Darlene Wendels / The Collegian
While most college students move away from home at 18, not many imagine moving to a different country, leaving all their family and friends, struggling with a foreign language and accepting a prestigious yet rigorous academic scholarship.
Huyen Nguyen, an 18-year-old from Hanoi, Vietnam, enrolled as the third international student in the Smittcamp Family Honors College’s history this fall. So far, she’s finding Fresno State most welcoming.
“What I enjoy the most about the honors college is the sense of family that we have here,” Nguyen said. “All the staff and all my friends are so supportive, and it has helped make my transition from a foreign country to here much smoother.”
Her friends within the Smittcamp community have been a great help to her, especially on her quest to improve her English, her second language.
“I find myself being, not only learning a language, but also immersed in a culture, so I really enjoy that,” Nguyen said.
This is the first time Nguyen has lived away from home. In Hanoi, the capital of Vietnam, she left behind her parents, a sister and a brother. She said that it has been hard being away from them.
Unlike Fresno, in Hanoi the streets are not laid out in blocks, are much shorter and much more windy. During the weekends, Nguyen and her family would enjoy the atmosphere of the city, taking walks through its streets.
“All of a sudden, I have to manage everything that has to do with schedules, life, papers,” she said. “I feel like I’m much more independent than I was in high school.”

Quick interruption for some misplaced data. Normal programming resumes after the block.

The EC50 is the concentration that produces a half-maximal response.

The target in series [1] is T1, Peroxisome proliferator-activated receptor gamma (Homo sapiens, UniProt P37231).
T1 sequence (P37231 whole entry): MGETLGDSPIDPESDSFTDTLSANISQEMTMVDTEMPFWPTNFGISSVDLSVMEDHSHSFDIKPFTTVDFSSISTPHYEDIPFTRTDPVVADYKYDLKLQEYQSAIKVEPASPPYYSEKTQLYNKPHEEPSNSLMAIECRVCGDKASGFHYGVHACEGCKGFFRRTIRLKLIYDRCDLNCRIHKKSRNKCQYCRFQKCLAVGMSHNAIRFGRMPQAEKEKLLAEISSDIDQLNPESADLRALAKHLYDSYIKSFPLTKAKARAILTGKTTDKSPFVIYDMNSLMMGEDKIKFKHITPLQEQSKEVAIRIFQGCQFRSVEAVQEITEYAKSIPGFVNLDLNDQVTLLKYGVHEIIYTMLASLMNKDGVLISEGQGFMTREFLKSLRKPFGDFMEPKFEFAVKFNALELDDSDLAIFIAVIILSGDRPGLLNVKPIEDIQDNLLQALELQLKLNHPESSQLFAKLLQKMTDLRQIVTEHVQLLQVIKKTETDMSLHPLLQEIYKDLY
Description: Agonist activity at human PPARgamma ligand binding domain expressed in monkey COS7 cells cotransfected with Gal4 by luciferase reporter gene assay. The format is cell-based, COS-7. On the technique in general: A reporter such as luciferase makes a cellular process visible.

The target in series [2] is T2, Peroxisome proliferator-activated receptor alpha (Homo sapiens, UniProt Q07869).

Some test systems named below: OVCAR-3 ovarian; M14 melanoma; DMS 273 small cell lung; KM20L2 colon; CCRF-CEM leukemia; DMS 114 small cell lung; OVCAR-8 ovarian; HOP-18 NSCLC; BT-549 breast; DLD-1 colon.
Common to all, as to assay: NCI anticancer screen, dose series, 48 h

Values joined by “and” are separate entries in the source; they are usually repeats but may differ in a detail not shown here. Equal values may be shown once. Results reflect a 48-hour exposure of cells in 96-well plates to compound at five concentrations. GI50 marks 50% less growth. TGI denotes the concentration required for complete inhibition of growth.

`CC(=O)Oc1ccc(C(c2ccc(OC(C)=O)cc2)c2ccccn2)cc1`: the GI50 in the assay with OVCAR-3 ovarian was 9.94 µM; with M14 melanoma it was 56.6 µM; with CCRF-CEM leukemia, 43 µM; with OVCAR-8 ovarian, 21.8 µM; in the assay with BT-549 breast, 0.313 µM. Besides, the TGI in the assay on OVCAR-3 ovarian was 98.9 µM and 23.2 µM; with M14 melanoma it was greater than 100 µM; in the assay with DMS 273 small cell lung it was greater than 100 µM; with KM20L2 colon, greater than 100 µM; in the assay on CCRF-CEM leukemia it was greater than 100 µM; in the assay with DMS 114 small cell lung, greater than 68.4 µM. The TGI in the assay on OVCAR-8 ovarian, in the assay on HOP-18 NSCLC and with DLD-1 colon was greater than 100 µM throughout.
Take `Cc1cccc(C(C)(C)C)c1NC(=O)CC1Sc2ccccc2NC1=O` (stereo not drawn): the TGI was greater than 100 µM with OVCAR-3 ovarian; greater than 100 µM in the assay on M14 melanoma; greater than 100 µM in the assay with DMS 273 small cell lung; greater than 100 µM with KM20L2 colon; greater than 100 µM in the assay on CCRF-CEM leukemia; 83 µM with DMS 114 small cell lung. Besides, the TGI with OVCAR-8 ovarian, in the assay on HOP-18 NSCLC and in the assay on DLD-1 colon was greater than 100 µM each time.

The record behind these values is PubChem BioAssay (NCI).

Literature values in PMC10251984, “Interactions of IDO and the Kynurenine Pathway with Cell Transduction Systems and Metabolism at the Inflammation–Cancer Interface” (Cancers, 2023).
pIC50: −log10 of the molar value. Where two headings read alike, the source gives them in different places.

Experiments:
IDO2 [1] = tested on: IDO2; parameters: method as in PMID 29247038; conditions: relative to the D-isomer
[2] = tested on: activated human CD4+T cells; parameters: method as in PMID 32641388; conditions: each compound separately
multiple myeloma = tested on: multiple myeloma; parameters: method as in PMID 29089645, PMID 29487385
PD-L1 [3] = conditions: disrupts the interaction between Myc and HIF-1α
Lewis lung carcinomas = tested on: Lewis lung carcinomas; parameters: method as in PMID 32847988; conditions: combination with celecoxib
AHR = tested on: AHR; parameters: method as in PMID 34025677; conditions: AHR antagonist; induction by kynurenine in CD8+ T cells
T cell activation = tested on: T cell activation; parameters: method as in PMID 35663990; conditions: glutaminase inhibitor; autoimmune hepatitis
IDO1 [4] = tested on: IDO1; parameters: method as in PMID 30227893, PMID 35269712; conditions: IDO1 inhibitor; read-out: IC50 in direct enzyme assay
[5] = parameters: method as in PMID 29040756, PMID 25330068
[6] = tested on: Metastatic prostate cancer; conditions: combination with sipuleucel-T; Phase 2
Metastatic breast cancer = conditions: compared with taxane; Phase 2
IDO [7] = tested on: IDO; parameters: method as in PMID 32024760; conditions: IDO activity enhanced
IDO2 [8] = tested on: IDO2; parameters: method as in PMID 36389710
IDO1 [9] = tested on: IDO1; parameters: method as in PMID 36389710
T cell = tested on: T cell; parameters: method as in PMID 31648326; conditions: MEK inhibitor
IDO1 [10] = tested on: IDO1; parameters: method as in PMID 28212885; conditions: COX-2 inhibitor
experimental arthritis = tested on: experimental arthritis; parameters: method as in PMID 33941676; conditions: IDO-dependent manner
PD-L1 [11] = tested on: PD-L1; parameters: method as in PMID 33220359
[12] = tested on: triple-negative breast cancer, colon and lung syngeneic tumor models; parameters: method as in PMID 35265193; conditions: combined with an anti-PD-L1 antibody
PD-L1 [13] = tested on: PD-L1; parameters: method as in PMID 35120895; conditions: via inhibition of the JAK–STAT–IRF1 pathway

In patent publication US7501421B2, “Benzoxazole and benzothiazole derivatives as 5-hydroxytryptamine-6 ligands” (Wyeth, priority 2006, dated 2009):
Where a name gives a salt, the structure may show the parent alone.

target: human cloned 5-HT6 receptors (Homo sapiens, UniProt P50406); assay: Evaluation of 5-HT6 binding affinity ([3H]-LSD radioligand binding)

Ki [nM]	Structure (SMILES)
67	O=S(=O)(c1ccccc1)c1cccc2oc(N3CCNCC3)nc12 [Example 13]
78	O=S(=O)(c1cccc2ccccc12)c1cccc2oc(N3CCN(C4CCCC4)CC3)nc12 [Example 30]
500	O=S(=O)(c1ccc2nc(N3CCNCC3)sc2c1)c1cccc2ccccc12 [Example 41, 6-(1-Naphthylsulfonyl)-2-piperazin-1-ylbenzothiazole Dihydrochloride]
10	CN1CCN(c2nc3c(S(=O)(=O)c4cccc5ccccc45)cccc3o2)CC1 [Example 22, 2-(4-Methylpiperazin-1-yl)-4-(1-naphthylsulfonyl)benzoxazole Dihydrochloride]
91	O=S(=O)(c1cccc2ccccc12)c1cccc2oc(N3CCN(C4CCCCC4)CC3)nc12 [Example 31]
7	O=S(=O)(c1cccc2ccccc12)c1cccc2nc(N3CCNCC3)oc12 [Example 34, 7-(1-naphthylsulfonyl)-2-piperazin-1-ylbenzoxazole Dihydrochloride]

After high school, Nguyen also had options to attend university in Finland, Korea and Germany. The U.S. became her choice because the university didn’t require her to declare a major right away, giving her the opportunity to discover what she’s passionate about.
“Freedom to pave my path is what drove me mostly to the United States,” Nguyen said. “I guess it’s just the fact the United States is so vibrant, and there is always so many motivations and changes and opportunities that await. I think that’s what draws me the most to the United States.”
In high school in Vietnam, Nguyen took 13 classes a semester, only attending school between 7:30 a.m. and 12:30 p.m.; classes were 45 minutes with a five-minute break between each.
“I didn’t have a choice at all about which I could take and which I could eliminate. There are only 13 subjects offered, and I needed to take all of them.” Nguyen said. “I love literature and English.”
Currently, Nguyen is double majoring in child development and biology, but still isn’t certain on what path she wants to take.
“I made it a goal to find out in college what I would spend the rest of my life doing,” Nyguyen said. “I don’t want to go around aimlessly after I graduate.”
Her interest in child development comes from a love of education and a very intelligent, young nephew who underwent an unusual upbringing in her culture. At 7 months old, he began a computer-based educational program in which he learned English, music and mathematics.
“What I see is that when he was only more than 1 year old, he could just look at a picture and know already what that is in English,” Nguyen said. “He’s very special to me because he’s so smart and so high achieving. I guess that is what I want to do for the children in my country.”
Now a part of the Smittcamp Honors family, Nguyen said she’s glad to be surrounded by people she thinks are interesting and can continue to learn from as time passes.
“They are far from the definition of normal nerds,” Nguyen said. “But what sets them different is the range of knowledge they have besides school.”
While she remains in the U.S., Nguyen has a list of things she wants to do compiled by her and her friends.
“They just reach out for me and get me involved, and they just go out the limits,” she said.